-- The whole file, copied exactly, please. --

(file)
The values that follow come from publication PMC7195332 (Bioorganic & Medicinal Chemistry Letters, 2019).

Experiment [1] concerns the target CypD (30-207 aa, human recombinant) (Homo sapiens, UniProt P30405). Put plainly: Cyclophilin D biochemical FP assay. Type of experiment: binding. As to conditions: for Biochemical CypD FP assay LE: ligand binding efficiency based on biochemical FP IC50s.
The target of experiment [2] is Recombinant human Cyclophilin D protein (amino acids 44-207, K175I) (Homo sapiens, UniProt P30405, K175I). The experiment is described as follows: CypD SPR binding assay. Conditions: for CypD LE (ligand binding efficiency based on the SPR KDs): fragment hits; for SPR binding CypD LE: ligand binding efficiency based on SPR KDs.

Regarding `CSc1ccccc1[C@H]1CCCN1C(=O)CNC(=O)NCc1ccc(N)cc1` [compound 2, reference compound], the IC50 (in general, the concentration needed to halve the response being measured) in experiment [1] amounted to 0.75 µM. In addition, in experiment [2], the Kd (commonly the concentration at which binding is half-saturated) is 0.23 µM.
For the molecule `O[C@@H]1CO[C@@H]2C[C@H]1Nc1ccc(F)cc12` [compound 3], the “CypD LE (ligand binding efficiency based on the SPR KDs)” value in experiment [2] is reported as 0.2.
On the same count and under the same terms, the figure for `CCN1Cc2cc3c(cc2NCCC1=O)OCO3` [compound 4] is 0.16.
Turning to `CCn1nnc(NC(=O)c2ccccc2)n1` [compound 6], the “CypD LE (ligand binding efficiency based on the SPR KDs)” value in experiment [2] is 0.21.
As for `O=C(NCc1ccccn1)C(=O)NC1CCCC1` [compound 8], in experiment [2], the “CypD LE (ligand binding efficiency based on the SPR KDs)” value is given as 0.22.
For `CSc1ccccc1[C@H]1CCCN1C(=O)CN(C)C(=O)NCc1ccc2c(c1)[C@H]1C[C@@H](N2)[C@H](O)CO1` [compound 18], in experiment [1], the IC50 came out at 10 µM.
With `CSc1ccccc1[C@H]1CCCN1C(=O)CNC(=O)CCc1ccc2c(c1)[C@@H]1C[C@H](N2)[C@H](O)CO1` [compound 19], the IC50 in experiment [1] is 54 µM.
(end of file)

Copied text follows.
The values that follow come from publication PMC7195332 (Bioorganic & Medicinal Chemistry Letters, 2019).

Experiment [1] concerns the target CypD (30-207 aa, human recombinant) (Homo sapiens, UniProt P30405). Put plainly: Cyclophilin D biochemical FP assay. Type of experiment: binding. As to conditions: for Biochemical CypD FP assay LE: ligand binding efficiency based on biochemical FP IC50s.
The target of experiment [2] is Recombinant human Cyclophilin D protein (amino acids 44-207, K175I) (Homo sapiens, UniProt P30405, K175I). The experiment is described as follows: CypD SPR binding assay. Conditions: for CypD LE (ligand binding efficiency based on the SPR KDs): fragment hits; for SPR binding CypD LE: ligand binding efficiency based on SPR KDs.

Regarding `CSc1ccccc1[C@H]1CCCN1C(=O)CNC(=O)NCc1ccc(N)cc1` [compound 2, reference compound], the IC50 (in general, the concentration needed to halve the response being measured) in experiment [1] amounted to 0.75 µM. In addition, in experiment [2], the Kd (commonly the concentration at which binding is half-saturated) is 0.23 µM.
For the molecule `O[C@@H]1CO[C@@H]2C[C@H]1Nc1ccc(F)cc12` [compound 3], the “CypD LE (ligand binding efficiency based on the SPR KDs)” value in experiment [2] is reported as 0.2.
On the same count and under the same terms, the figure for `CCN1Cc2cc3c(cc2NCCC1=O)OCO3` [compound 4] is 0.16.
Turning to `CCn1nnc(NC(=O)c2ccccc2)n1` [compound 6], the “CypD LE (ligand binding efficiency based on the SPR KDs)” value in experiment [2] is 0.21.
As for `O=C(NCc1ccccn1)C(=O)NC1CCCC1` [compound 8], in experiment [2], the “CypD LE (ligand binding efficiency based on the SPR KDs)” value is given as 0.22.
For `CSc1ccccc1[C@H]1CCCN1C(=O)CN(C)C(=O)NCc1ccc2c(c1)[C@H]1C[C@@H](N2)[C@H](O)CO1` [compound 18], in experiment [1], the IC50 came out at 10 µM.
With `CSc1ccccc1[C@H]1CCCN1C(=O)CNC(=O)CCc1ccc2c(c1)[C@@H]1C[C@H](N2)[C@H](O)CO1` [compound 19], the IC50 in experiment [1] is 54 µM.